The Korean Art Film Studio is the home of the North Korean film industry and is located in a northern suburb of Pyongyang and was founded in 1947. The permanent film lots consist of a traditional Korean village, a 1930’s ‘Manchurian town’, a Japanese and Korean street (before liberation from Japanese occupation) , a South Korean street (set in the 1960’s complete with advertising for morally dubious products and services), and also a European village. There is also a railway station and various sets in wooded areas to represent the anti-Japanese strugglethat took place in the north of the country.
Scenes from the 18-part film series which featured several US military defectors Nameless Heroes (1978-81), were shot at the studio (we featured them in our documetnary Crossing the Line) as were North Korean classics such as Hong Kil Dong (1986) and North Korea’s very first film My Native Home (1949).
‘Shot with Love’ by Calum Macleod
No nation does lockdown like North Korea. No nation does anything like North Korea. As soon as China confirmed human-to-human transmission of a new coronavirus, back in January 2020, its always nervous neighbour slammed shut the borders, and has not opened them since. Not even for vaccine delivery.
Which is a problem when you take people there for a living. From his Beijing home, British film-maker Nicholas Bonner has for almost 30 years offered the main route for foreigners to enter and experience the totalitarian state. Michael Palin, Christopher Hitchens, and Benjamin Zephaniah, to pick just three, enjoyed this “hermit kingdom” thanks to Bonner’s help, infectious humour and irrepressible belief in the value of people-to-people engagement.
Koryo Studio, Bonner’s boutique firm, had weathered nuclear tests, political crises and frequent border closures to achieve breakthrough collaborations like North Korea’s first girl power movie, Comrade Kim Goes Flying. While the real Kim (Jong-un) flings missiles and insults, keeping Koreans on a constant war footing, Bonner kept open his bridge between two worlds.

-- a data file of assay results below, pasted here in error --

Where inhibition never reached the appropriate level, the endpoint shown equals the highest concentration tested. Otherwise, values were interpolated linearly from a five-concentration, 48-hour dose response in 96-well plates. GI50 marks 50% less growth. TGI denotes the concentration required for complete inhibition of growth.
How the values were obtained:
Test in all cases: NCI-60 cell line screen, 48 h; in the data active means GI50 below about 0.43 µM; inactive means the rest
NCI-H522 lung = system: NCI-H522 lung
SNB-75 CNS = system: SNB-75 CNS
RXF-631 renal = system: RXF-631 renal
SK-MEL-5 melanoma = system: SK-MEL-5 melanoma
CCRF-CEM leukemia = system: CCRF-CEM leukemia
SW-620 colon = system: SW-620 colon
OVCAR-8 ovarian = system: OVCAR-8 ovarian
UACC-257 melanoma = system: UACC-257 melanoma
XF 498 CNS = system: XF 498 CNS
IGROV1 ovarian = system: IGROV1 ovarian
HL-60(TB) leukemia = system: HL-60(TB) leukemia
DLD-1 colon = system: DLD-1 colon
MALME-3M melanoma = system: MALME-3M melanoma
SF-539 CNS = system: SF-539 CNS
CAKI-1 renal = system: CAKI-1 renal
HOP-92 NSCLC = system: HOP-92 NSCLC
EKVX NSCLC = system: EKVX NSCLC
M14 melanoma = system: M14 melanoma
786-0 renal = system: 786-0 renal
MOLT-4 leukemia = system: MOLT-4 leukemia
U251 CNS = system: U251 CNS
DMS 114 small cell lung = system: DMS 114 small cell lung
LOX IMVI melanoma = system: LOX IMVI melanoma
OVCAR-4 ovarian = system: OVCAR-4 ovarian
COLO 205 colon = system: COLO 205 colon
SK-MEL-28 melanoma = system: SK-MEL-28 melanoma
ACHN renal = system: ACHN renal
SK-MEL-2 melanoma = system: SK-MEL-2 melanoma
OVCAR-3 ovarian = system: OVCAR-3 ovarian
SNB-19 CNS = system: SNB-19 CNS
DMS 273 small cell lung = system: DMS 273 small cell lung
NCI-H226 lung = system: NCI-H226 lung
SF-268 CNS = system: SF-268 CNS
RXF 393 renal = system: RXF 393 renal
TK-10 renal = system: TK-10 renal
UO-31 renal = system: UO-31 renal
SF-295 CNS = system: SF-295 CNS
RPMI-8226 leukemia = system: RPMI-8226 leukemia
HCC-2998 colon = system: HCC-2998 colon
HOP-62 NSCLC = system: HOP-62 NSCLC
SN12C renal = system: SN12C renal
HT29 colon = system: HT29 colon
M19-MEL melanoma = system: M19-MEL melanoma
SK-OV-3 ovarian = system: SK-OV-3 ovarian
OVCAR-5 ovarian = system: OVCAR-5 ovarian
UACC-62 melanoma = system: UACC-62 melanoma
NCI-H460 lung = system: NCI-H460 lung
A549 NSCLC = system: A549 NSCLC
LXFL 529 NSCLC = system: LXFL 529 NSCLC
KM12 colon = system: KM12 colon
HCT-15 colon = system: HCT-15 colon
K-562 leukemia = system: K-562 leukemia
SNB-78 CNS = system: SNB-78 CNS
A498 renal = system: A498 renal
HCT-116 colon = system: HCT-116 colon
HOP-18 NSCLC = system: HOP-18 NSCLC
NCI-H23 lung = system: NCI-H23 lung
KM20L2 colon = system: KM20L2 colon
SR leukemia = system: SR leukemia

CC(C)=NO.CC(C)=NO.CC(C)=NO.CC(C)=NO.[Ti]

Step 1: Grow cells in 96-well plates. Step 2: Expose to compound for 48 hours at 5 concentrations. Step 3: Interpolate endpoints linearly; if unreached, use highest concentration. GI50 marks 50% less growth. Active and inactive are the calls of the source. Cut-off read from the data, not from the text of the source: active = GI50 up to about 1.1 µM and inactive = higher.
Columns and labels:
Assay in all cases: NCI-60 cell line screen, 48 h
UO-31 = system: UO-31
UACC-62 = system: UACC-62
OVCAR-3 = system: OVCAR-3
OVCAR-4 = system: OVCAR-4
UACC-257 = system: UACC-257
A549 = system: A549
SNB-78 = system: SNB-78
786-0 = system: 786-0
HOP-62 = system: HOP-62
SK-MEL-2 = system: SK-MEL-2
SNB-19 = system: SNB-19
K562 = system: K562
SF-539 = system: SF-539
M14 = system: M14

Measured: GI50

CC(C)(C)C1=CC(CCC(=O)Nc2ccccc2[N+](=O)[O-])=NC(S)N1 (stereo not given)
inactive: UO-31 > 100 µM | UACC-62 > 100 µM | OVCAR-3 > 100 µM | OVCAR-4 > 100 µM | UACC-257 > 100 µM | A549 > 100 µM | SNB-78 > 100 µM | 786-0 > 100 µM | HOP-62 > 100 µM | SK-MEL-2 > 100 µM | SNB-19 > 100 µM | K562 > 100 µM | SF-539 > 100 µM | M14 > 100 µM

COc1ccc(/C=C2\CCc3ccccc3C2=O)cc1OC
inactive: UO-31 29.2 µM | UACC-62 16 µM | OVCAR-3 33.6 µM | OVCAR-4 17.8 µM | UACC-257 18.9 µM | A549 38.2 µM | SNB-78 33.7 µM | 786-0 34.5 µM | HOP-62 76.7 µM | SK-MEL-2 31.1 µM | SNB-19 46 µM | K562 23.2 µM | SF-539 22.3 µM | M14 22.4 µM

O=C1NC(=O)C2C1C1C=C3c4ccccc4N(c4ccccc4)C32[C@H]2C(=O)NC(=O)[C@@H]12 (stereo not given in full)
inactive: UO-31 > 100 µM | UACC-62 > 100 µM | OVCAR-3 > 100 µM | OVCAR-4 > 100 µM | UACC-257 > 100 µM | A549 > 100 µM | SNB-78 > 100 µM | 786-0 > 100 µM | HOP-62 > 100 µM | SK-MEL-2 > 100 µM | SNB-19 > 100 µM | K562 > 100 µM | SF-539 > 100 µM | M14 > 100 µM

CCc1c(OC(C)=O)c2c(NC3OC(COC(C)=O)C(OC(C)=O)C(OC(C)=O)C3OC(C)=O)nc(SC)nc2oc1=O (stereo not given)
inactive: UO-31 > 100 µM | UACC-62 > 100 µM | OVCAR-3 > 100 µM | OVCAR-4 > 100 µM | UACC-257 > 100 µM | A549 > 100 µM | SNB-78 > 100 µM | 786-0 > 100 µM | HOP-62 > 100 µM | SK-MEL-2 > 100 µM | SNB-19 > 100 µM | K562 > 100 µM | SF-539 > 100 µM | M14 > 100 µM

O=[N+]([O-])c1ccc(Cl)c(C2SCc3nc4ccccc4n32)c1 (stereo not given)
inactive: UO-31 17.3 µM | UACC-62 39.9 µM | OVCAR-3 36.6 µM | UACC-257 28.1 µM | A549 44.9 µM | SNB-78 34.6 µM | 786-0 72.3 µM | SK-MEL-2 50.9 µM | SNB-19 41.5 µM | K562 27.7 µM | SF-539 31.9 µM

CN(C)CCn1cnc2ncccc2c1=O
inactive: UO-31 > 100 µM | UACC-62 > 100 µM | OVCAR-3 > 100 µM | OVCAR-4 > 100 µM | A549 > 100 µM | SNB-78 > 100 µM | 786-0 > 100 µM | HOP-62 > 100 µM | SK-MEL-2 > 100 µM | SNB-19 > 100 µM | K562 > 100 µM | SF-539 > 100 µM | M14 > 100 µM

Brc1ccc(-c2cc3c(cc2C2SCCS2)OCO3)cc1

But Covid-19 has proved the storm that won’t abate. Pyongyang’s letting nobody back in, likely until 2024. And no furlough scheme or compensation exists to save his China-registered and now customer-free business. So the soldiers mobilised, including North Korea’s Judi Dench. Their mission? To shoot a film star calendar – and keep Koryo afloat.
Throughout 2021, the country’s most famous actors trooped off to the state-run Pyongyang Film Studio, outside the capital, to dress up as soldiers. Again. Military themed movies dominate the North Korean box office. “There is no greater honour for an actor than to be cast in the role of a member of the armed forces,” said Choe Yong Ho, although he admits to being typecast and wants to play a detective. Ri Hyang Suk, meanwhile, dreams of playing “a bad woman”.
No nation does charity photo shoots like North Korea. Bonner’s producer friends in Pyongyang took risks to seek and secure approval. The stars gathered, unpaid and unprompted, in small groups of actors and crew limited by Covid-19 restrictions (that’s the virus officials denied had got past the guards), to recreate iconic characters and movie moments. The performers were reunited with original cinematographers and directors. The film cameras were real too, but not rolling, as a photographer captured the scenes with a signature Korean aesthetic.